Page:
All this made me wonder about the issue of dimensionality in trying to understand "a billion". Let me explain...

Previously, I'd come up with my own way of thinking about "1 billion years" in terms of distances. This was all in the context of thinking about "deep time" when it comes up in geology and evolution (that post is here). After all, today, people get to travel quite large distances pretty easily, yet we can also appreciate the idea of small distances like centimeters and millimeters.

That's how the question of dimensionality came up. The grid above is a

*two-dimensional*grid. In contrast, my distance example is a

*one-dimensional*illustration of "a billion". So

**? Does it matter whether we're thinking about "a billion" in terms of a length, an area or a volume?**

*does dimensionality matter*I haven't quite worked out an answer yet, but I think it does. To illustrate this fact,

it helps to consider comparable illustrations of "a billion" starting with distance.

Using millimeters as the base unit, a kilometer is 1,000,000 millimeters, making a billion millimeters 1000 km -- an appreciably large distance (1000 km ~= 621.4mi). If you counted all those millimeters, one second at a time, it would take about 32 years to finish, in case you were curious.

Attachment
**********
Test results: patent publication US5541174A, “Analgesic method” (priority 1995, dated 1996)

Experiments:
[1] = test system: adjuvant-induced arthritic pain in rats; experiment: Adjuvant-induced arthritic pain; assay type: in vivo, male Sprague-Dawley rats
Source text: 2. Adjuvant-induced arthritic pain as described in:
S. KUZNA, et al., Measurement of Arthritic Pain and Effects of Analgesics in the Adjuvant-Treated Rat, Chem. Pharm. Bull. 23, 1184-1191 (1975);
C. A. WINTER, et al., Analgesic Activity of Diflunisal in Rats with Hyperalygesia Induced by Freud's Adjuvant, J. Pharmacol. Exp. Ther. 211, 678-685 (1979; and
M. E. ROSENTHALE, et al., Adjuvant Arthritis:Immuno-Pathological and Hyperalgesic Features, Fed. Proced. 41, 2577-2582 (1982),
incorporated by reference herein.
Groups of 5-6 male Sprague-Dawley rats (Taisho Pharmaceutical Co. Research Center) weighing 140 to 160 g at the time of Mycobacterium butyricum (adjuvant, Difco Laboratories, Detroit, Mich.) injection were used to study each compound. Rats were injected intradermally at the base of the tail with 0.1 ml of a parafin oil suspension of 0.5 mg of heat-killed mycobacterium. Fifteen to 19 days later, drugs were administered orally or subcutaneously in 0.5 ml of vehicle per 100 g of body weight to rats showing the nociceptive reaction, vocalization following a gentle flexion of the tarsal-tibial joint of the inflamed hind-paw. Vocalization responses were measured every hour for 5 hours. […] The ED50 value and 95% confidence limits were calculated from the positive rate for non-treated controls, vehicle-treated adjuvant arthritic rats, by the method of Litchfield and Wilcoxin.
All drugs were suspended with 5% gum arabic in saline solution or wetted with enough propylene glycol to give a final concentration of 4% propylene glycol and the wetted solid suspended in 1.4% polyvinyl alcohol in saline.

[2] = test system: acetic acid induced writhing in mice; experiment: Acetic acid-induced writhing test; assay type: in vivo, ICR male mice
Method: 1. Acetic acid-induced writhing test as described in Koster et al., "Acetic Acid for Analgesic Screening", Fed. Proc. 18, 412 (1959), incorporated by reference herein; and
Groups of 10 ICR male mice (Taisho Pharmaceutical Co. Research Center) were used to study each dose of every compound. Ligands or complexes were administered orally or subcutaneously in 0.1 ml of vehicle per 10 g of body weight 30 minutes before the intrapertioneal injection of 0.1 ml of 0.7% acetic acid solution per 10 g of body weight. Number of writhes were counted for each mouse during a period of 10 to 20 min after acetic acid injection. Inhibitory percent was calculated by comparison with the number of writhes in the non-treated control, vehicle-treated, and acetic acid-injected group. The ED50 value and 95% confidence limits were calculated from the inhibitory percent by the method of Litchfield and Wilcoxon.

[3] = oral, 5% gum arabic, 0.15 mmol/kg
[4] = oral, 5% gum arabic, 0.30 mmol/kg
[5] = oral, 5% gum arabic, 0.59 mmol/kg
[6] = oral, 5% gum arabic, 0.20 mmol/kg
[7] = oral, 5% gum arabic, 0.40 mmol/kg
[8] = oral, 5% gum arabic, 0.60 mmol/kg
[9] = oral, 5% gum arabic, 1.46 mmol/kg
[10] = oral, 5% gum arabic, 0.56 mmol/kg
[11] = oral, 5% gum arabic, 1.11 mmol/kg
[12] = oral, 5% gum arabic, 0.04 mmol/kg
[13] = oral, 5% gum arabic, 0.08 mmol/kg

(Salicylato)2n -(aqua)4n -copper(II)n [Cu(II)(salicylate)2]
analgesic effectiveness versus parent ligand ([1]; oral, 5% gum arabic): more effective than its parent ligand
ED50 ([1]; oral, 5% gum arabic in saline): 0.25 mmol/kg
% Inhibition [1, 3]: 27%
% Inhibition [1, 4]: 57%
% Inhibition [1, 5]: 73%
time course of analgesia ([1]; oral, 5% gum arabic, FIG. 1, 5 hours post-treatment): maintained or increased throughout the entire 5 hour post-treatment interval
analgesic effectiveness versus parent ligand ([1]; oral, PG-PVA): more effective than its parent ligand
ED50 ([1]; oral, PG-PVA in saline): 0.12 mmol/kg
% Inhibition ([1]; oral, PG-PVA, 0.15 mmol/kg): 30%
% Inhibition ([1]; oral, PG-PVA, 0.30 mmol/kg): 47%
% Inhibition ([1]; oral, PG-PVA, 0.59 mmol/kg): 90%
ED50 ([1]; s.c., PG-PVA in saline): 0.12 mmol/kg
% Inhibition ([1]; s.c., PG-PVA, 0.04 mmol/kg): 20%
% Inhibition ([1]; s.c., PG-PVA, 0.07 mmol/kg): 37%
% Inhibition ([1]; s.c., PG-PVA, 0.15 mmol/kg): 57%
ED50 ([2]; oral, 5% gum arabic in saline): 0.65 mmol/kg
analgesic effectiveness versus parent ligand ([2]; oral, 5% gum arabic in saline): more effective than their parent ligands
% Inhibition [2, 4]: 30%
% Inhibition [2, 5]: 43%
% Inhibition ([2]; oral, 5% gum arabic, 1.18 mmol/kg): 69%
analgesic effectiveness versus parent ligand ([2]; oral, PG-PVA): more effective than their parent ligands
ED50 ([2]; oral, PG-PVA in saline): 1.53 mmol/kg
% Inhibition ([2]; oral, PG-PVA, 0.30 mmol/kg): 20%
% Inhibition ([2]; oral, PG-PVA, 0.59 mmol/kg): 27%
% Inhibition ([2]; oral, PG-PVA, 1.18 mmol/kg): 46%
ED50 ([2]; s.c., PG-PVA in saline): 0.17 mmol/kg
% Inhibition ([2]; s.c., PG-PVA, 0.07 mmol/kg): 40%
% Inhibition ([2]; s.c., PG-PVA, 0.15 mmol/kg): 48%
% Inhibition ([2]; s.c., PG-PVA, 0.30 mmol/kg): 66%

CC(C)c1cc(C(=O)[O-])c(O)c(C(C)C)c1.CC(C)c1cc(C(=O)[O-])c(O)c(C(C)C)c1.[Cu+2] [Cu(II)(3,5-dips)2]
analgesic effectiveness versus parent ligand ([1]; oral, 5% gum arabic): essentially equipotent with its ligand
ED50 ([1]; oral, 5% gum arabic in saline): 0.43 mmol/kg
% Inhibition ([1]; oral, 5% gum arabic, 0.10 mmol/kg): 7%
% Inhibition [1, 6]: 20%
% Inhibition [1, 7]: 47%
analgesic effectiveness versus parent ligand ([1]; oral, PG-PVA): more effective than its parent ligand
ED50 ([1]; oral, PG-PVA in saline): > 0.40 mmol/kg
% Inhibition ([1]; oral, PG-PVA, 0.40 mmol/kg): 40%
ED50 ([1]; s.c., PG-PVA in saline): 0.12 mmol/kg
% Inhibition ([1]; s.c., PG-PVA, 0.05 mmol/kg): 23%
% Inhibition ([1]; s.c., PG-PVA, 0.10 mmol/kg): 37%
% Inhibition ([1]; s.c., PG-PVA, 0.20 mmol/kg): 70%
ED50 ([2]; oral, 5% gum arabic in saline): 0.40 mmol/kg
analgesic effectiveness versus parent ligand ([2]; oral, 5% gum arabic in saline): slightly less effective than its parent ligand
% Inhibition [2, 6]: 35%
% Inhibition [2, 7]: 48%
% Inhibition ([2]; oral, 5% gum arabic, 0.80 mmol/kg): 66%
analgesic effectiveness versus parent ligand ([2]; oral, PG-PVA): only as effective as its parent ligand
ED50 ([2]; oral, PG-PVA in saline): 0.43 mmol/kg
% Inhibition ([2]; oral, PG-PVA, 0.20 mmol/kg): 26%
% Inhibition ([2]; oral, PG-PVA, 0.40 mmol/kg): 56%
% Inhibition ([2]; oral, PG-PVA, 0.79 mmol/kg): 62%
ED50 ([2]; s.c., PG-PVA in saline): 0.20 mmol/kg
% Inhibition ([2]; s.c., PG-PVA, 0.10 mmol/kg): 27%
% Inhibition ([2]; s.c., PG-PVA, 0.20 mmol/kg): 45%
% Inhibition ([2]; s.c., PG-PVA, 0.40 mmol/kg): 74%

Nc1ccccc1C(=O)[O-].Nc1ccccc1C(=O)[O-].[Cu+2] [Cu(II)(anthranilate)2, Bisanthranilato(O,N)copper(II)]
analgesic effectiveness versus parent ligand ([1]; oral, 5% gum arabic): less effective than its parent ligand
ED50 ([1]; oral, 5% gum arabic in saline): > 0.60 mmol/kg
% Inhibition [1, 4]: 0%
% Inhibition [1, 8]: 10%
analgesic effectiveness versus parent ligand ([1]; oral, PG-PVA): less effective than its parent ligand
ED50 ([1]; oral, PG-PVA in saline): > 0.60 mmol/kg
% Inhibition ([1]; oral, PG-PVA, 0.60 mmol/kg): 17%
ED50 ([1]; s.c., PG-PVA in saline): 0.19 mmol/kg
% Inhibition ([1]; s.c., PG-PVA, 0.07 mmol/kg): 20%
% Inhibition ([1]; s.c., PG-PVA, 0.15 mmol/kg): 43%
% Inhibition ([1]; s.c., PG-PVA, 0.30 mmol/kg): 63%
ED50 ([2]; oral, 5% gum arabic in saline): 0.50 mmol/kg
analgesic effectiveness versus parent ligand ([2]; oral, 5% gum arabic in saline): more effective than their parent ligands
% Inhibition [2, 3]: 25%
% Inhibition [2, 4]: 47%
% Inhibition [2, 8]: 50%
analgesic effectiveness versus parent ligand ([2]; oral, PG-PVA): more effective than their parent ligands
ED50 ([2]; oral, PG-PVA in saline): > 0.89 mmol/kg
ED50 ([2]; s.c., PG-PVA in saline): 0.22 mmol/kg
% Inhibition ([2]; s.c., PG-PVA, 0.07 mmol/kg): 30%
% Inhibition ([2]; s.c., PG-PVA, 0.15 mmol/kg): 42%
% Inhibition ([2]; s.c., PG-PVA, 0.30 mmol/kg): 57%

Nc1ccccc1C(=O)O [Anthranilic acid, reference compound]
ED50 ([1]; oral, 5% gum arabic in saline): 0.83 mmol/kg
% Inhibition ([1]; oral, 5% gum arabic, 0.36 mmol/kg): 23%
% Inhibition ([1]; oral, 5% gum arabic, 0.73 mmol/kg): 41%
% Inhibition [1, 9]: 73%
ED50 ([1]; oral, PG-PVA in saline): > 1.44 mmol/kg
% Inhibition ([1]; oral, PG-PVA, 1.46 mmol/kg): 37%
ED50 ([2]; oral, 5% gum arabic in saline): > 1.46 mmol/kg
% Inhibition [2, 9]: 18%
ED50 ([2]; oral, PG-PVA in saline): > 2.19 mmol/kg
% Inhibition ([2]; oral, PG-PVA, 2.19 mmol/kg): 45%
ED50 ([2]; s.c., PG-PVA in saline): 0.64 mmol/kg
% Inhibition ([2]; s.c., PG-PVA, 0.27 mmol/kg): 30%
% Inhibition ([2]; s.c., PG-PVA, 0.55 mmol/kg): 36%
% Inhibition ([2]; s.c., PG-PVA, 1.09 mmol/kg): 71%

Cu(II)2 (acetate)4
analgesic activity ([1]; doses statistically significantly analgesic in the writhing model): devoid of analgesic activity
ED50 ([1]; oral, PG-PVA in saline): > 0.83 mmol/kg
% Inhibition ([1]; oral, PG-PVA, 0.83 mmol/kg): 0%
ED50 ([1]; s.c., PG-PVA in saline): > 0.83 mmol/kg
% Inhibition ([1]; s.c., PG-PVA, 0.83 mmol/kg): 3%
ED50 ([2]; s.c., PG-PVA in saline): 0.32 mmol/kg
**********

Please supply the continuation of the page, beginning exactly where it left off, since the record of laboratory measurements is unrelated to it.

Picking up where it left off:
**Fig 1**: 1 billion mm = 1000km (~621.4mi) courtesy of Google Earth.

While the grid of dots is pretty cool for thinking of a 2D image of "a billion", lets extend our linear example to an area. Consider units of

*millimeters squared*- an area given by a 1mm-by-1mm square. A billion of these covers an area that is about sqrt(1000000000mm^2) ~= 31.623m x 31.623m plot of land. That is a square area that has dimensions 0.02 x 0.02 miles, or about 35x35 yards... so roughly the size of the interior area of high school baseball diamond.

**Fig 2**: Inside the bases = 1 billion mm

^{2}, about 31x31 m

^{2}.

3D? Sticking to mm for now, a mm cubed is a microliter. This gives a volume (of water?) that is a cube with dimensions of 1000mm, or a cubic meter of water. If we used mL instead of microL? That would fill a 10m x 10m x 10m cube, about the size of a small pond.

**Fig 3**: A cubic meter = 1 billion mm

^{3}. A 10-by-10-by-10 stack of these is a billion mL.

So how big is a billion?

Using units of millimeters (depending on whether they're linear, squared or cubed millimeters...) a billion is equivalent to a distance of 600+ miles, the interior of a baseball diamond, or a single cubic meter of water.

Thoughts?

## 1 comments:

I think Earth has a human/rodent problem!

Very intersting to have things put into perspective like that :)

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